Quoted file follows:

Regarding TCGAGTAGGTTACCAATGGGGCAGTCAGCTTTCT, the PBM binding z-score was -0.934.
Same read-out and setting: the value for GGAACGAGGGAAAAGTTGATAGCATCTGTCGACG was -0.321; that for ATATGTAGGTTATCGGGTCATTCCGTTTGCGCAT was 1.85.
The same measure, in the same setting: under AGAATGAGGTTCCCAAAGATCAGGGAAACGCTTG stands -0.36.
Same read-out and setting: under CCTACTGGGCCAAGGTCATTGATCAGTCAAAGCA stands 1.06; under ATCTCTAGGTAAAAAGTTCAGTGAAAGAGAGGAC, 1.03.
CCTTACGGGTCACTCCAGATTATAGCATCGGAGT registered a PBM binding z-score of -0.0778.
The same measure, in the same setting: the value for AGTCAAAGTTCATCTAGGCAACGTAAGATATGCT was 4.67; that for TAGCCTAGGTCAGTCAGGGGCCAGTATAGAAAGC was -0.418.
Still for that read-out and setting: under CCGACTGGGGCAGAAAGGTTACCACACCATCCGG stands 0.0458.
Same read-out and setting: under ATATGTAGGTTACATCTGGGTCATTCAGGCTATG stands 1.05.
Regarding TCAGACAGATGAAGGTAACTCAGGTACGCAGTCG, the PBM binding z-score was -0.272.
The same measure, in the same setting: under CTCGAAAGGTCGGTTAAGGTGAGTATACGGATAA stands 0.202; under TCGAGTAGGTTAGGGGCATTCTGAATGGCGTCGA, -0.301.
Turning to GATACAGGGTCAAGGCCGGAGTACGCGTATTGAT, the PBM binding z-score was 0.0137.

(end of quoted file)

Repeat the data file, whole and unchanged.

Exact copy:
Regarding TCGAGTAGGTTACCAATGGGGCAGTCAGCTTTCT, the PBM binding z-score was -0.934.
Same read-out and setting: the value for GGAACGAGGGAAAAGTTGATAGCATCTGTCGACG was -0.321; that for ATATGTAGGTTATCGGGTCATTCCGTTTGCGCAT was 1.85.
The same measure, in the same setting: under AGAATGAGGTTCCCAAAGATCAGGGAAACGCTTG stands -0.36.
Same read-out and setting: under CCTACTGGGCCAAGGTCATTGATCAGTCAAAGCA stands 1.06; under ATCTCTAGGTAAAAAGTTCAGTGAAAGAGAGGAC, 1.03.
CCTTACGGGTCACTCCAGATTATAGCATCGGAGT registered a PBM binding z-score of -0.0778.
The same measure, in the same setting: the value for AGTCAAAGTTCATCTAGGCAACGTAAGATATGCT was 4.67; that for TAGCCTAGGTCAGTCAGGGGCCAGTATAGAAAGC was -0.418.
Still for that read-out and setting: under CCGACTGGGGCAGAAAGGTTACCACACCATCCGG stands 0.0458.
Same read-out and setting: under ATATGTAGGTTACATCTGGGTCATTCAGGCTATG stands 1.05.
Regarding TCAGACAGATGAAGGTAACTCAGGTACGCAGTCG, the PBM binding z-score was -0.272.
The same measure, in the same setting: under CTCGAAAGGTCGGTTAAGGTGAGTATACGGATAA stands 0.202; under TCGAGTAGGTTAGGGGCATTCTGAATGGCGTCGA, -0.301.
Turning to GATACAGGGTCAAGGCCGGAGTACGCGTATTGAT, the PBM binding z-score was 0.0137.